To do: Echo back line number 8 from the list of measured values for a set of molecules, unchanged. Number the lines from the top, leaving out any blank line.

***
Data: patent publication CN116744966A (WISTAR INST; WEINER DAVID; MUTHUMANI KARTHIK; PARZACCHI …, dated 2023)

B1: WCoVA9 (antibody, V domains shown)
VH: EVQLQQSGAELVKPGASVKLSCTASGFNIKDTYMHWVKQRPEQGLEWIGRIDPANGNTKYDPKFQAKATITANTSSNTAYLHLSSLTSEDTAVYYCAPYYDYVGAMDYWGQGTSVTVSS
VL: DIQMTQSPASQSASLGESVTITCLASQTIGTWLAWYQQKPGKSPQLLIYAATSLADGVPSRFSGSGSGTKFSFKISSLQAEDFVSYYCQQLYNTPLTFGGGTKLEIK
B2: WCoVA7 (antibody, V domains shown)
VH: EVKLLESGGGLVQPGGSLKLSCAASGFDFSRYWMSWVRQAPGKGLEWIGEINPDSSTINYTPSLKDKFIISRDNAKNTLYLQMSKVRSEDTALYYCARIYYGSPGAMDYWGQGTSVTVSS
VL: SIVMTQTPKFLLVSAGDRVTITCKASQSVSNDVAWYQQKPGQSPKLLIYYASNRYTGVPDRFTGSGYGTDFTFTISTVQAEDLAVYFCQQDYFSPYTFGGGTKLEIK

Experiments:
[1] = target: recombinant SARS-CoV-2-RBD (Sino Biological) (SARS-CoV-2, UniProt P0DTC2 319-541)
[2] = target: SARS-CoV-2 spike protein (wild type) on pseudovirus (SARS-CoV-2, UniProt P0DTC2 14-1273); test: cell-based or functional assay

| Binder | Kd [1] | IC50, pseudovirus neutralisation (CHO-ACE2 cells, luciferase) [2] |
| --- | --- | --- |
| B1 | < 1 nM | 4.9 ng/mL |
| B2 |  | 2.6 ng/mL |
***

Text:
Experiments: